19 June 2015
Gabriel Mabille is a student at the EFJ School of Journalism in Levallois-Perret, France, and the GEN Summit 2015 blogger in Barcelona. Read his experience of the second afternoon at the Summit:
The lunch session of the second day at the GEN Summit in Barcelona was marked by the exciting presentation of Google Trends and its innovative features to access real time information about searches. The room filled quickly. Google's staff mentioned how some newsrooms are already using this tool to build their stories.
The conferences of the afternoon in the Sala Teatre were passionate and gave many hints about the future of news on the specific questions of innovation, data journalism, interactions on social media and responses from media users to advertisement campaigns on tv, newspapers, smart watches or mobile applications.
David Levy and Nic Newman from the Reuters Institute for the Study of Journalism presented this year's Reuters Institute Digital News Report. The results of the study showed the media landscape and consumption for twelve countries (UK, US, Germany, Spain, Italy, France, Ireland, Denmark, Finland, Brazil, Japan and Australia). There is a strong growth in news consumption via smartphones and a rise of mobile alerts. At the same time, a decline in print and a significant jump in social media. The power of some brands like BBC in the UK remains strong, where it is the leading news application on mobiles. You can watch the whole session here. Tom Kent, Standard Editor at the Associated Press, moderated the following debate.
A session about Data-Driven Newsrooms followed, with Frederic Filloux, Monday Note editor and former head of Digital, Les Echos; Haile Owusu, Chief Data Scientist at Mashable, and Noemi Ramirez, Chief Digital Officer at El Pais. They talked about trends in datajournalism. Owusu is working on a product that could predict social engagement response before publication. Everything is made possible thanks to algorithms, keywords and predictions.
According to Frederic Filloux, "80% of newsrooms will have a completely new content management system (CMS) within the next 3 or 5 years". Most newsrooms will even build their own system! For him, "the newsroom is morphing into a content factory". A debate went on about quality journalism against recycled journalism (same article found on multiple plaftorms or websites).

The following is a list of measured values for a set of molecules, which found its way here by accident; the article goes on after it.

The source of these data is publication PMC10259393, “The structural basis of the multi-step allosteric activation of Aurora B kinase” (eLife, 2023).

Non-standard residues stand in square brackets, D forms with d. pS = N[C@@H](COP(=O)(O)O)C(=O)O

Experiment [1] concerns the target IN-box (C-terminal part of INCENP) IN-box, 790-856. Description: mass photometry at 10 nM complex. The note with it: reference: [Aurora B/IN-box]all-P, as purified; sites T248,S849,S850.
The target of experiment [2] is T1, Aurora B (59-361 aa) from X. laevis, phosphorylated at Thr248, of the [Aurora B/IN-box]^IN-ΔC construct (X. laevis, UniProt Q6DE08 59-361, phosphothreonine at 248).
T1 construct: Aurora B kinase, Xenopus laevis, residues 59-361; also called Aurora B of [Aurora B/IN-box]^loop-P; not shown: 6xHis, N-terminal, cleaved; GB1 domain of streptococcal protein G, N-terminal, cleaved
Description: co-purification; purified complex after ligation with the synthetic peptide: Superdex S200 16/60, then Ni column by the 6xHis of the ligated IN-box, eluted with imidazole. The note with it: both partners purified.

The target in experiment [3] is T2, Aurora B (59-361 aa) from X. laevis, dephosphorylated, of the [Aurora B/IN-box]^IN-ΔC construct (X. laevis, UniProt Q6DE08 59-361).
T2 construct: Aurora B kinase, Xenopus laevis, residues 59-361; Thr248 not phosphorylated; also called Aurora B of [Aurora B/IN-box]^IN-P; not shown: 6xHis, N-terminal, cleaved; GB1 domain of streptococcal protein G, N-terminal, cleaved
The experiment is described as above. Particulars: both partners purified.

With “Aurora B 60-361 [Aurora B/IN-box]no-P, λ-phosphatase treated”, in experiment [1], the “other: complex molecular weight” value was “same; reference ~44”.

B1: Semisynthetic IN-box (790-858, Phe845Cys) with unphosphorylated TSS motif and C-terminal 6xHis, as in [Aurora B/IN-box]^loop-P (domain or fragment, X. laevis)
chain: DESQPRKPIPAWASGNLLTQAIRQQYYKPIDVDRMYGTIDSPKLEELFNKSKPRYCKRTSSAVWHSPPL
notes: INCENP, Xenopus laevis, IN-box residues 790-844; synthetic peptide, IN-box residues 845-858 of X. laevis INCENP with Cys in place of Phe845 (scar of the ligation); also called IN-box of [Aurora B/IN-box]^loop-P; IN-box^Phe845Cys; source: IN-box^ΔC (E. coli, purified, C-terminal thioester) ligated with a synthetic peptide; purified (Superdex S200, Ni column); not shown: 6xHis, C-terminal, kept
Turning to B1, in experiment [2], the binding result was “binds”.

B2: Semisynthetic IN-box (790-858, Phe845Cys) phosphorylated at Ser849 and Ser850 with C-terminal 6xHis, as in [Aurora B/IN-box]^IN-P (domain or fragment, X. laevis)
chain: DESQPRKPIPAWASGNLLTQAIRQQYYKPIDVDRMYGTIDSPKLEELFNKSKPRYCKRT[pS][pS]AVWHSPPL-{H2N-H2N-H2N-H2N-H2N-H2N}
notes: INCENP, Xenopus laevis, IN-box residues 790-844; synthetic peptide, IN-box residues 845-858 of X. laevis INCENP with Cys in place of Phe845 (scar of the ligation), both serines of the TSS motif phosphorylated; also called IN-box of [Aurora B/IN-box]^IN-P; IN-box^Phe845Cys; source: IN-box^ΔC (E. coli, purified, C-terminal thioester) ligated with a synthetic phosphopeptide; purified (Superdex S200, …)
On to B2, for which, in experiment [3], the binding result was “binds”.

Journalists need to push their story on social networks. For example, The Guardian uses a friendly interface where journalists can follow the lifecycle of their story, almost like a game. "We have to bear in mind that journalists are very conservative concerning these new practices and methods," said Filloux.
Three riveting presentations followed the coffee break. In 'Going viral', pieces of advice were given to news corporations about using social networks, by Mary Fizgerald, Editor-in-Chief of OpenDemocracy; Marc-Antoine Durand, Bobler CEO; Jaron Gilinsky, Storyhunter CEO; and Armin Wolf, Anchor and Deputy Editor-in-Chief at ORF (Austrian Public Broadcaster).
A very interesting session about 'What Cross-Border Collaboration can bring to Investigative Journalism' followed, with Rachel Oldroyd, Director of Bureau of Investigative Journalism (BIJ); Gerard Ryle, director of the International Consortium of Investigative Journalism (ICIJ), who joined via Skype; and Mar Cabra, Head of the Data Unit also at ICIJ. Oldroyd explained how they were able to deal with extremely sensitive materials during their coverage of Wikileaks and war reports. Cabra mentioned that having hired two programmers the year before had meant a big change at ICIJ approach to data, and she stressed that when 100 people were working together on SwissLeaks and LuxLeaks "no information was leaked because it all comes down to trust: the human element."
The ultimate joint discussion gave a broader vision on data journalism thanks to the propositions and evocations of Simon Rogers, Data Editor at Google and Director of the Data Jounalism Awards; Shazna Nessa, Director of Journalism at the Knight Foundation; Mohammad El-Haddad, Data Editor for Al-Jazeera, Antoine Laurent, Strategist for Code for Africa and Daniela Krauss, Managing Director at the Forum Journalismus und Medien in Austria. The future of newsroom will be definitely entertwined with data journalism. Dr Krauss desribed a kind of love story between journalists and data experts. During the conclusions and the questions, the best profile for newsrooms will be someone with both skills; the capacity of the journalist to create powerful stories, or impressive editorial concepts, with the technological and scientific expertise of a coder!